"Clever Boy's father called to let us know that his mother was killed in Afghanistan last week. He won't be at school for a few days and would like you to collect work for him."
This sucks on so many levels.
One of the hazards of working in a building that serves a lot of military kids is that the odds will eventually catch up with you and you'll get a message like this. That doesn't make it any easier. And the fact that it isn't the first makes it suck even more.
So, we got together work for Clever Boy but I really don't care if he turns it in or not. He has other things to deal with that are lot more important than a writing prompt and a set of workbook pages on states of matter. Mr. Math actually talked with Clever Boy's Dad (who is divorced from Clever Boy's mom) and it was obvious that this has hit the family hard (despite the divorce) and that they need to deal with this before we need to worry about school.
So, the week after we finished The Very Bid Deal Government Mandated Test, I'm struck with the realization that although the government makes a big deal over the damn test, and everyone is so obsessed with the damn test, that when you really get down to it, IT ISN'T WHAT REALLY MATTERS. (Although 50% of my evaluation of a teacher is now based on this damn test.)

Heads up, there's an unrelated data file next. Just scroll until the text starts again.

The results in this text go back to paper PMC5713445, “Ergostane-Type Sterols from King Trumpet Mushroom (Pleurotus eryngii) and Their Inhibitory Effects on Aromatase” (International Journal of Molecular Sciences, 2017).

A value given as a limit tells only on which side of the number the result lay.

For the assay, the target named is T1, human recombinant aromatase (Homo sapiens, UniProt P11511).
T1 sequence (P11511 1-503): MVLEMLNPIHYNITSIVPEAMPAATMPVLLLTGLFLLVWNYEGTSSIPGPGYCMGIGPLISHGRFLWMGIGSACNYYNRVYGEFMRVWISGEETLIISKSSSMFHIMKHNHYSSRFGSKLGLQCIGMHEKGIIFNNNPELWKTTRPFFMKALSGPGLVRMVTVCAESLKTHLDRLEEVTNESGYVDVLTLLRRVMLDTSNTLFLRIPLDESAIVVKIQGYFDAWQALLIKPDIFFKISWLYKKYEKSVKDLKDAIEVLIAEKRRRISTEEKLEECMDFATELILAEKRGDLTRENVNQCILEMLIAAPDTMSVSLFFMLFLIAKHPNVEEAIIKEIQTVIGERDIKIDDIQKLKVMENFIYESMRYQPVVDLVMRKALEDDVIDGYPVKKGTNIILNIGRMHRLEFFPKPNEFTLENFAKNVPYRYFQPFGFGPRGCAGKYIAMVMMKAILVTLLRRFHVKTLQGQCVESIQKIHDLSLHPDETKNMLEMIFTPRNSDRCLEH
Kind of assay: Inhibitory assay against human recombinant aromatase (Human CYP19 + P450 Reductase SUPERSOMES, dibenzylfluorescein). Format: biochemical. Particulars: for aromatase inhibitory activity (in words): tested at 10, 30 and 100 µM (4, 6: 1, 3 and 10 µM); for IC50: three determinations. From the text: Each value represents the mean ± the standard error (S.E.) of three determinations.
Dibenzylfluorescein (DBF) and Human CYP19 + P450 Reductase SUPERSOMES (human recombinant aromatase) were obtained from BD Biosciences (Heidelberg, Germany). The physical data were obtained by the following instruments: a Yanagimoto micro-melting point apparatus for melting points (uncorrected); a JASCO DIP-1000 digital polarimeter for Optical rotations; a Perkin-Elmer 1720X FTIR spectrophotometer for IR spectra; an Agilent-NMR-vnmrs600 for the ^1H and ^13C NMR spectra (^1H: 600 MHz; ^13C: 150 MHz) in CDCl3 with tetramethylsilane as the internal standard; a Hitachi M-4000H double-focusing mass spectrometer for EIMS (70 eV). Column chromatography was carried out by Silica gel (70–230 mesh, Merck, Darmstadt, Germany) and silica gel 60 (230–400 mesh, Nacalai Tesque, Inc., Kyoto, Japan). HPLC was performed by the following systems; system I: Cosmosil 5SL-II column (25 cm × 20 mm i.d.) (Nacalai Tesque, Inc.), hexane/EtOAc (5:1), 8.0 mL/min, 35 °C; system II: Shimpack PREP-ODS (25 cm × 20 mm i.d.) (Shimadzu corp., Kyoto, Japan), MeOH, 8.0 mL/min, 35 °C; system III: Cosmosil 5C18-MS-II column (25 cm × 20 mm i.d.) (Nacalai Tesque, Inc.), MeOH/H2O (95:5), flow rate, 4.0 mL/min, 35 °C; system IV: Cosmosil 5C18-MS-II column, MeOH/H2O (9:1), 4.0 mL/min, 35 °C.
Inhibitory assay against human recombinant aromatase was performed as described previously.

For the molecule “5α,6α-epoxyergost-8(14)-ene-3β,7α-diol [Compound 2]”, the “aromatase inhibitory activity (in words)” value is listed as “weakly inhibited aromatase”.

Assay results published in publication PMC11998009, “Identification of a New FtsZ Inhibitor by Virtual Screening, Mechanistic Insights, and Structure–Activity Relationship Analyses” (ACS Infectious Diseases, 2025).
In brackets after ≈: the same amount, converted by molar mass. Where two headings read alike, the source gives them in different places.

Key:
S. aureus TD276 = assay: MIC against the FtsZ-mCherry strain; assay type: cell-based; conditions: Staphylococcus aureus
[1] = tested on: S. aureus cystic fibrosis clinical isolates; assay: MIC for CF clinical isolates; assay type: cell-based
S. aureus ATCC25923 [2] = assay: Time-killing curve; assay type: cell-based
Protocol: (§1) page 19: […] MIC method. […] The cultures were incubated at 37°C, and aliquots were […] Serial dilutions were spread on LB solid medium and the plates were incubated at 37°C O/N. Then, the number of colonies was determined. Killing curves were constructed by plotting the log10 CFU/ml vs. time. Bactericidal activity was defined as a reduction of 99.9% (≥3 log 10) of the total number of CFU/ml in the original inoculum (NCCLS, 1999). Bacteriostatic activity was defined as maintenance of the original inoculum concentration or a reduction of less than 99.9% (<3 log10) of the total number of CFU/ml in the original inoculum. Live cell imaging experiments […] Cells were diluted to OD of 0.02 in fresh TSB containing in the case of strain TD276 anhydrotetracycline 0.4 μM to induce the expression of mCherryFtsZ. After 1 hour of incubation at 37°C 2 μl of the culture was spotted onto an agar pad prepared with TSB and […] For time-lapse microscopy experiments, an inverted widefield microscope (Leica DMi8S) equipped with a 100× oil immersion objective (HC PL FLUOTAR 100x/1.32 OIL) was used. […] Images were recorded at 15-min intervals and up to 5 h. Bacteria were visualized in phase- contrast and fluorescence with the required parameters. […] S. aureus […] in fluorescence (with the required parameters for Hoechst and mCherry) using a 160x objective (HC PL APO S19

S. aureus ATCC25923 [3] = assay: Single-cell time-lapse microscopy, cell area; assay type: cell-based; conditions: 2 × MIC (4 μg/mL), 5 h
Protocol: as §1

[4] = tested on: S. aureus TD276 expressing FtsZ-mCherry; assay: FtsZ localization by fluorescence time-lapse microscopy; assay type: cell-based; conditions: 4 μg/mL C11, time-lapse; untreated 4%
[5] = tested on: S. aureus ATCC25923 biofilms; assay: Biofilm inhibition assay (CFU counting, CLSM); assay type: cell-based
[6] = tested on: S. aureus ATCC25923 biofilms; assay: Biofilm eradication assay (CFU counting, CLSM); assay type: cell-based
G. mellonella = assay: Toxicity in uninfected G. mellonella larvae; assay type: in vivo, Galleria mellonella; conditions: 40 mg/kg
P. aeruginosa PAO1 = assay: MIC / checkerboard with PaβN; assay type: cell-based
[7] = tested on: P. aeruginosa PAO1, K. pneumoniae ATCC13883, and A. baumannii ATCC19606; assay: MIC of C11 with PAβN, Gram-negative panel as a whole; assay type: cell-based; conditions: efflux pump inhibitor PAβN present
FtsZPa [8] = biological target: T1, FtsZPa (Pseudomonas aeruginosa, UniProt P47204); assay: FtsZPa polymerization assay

What really matters is that we take care of our kids.
What really matters is that we are here when a kid loses his mom.
What really matters is that when a kid needs a shoulder to cry on, we're here.
What really matters is that when a dad is choked up about losing his ex-wife in the line of duty, we're here.
What really matters is that we are here, taking care of many of the kids that society doesn't really care about because they're poor, or have disabilities, or their parents have issues, or no one really cares about them at home. We are here for them.
What really matters is that we try to do whatever we can to get these kids to grow up to be decent human beings with the skills to take care of themselves and have a happy life.
We just don't teach these kids about science, or social studies, or math, or reading, or whatever.
We're teaching them to be good people. And it's a damn hard job. And no freaking test is ever going to measure that.